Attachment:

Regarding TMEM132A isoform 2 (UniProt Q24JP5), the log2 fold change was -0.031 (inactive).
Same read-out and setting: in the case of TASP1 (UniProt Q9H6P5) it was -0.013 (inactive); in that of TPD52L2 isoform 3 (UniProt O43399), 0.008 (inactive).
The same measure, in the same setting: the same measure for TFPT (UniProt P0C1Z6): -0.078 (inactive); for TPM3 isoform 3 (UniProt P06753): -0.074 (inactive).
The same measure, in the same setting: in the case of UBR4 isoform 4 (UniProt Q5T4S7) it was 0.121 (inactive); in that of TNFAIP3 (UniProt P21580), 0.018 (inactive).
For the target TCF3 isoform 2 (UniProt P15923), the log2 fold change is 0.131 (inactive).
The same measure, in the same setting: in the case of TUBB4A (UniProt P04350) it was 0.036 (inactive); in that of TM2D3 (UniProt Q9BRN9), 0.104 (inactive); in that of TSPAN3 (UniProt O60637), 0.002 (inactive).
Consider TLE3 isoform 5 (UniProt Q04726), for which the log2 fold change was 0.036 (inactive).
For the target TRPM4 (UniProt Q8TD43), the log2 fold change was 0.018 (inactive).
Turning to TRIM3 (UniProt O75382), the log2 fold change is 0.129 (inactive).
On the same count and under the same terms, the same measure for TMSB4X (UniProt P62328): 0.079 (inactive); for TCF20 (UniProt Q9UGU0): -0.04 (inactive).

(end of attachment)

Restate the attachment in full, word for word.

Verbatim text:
Regarding TMEM132A isoform 2 (UniProt Q24JP5), the log2 fold change was -0.031 (inactive).
Same read-out and setting: in the case of TASP1 (UniProt Q9H6P5) it was -0.013 (inactive); in that of TPD52L2 isoform 3 (UniProt O43399), 0.008 (inactive).
The same measure, in the same setting: the same measure for TFPT (UniProt P0C1Z6): -0.078 (inactive); for TPM3 isoform 3 (UniProt P06753): -0.074 (inactive).
The same measure, in the same setting: in the case of UBR4 isoform 4 (UniProt Q5T4S7) it was 0.121 (inactive); in that of TNFAIP3 (UniProt P21580), 0.018 (inactive).
For the target TCF3 isoform 2 (UniProt P15923), the log2 fold change is 0.131 (inactive).
The same measure, in the same setting: in the case of TUBB4A (UniProt P04350) it was 0.036 (inactive); in that of TM2D3 (UniProt Q9BRN9), 0.104 (inactive); in that of TSPAN3 (UniProt O60637), 0.002 (inactive).
Consider TLE3 isoform 5 (UniProt Q04726), for which the log2 fold change was 0.036 (inactive).
For the target TRPM4 (UniProt Q8TD43), the log2 fold change was 0.018 (inactive).
Turning to TRIM3 (UniProt O75382), the log2 fold change is 0.129 (inactive).
On the same count and under the same terms, the same measure for TMSB4X (UniProt P62328): 0.079 (inactive); for TCF20 (UniProt Q9UGU0): -0.04 (inactive).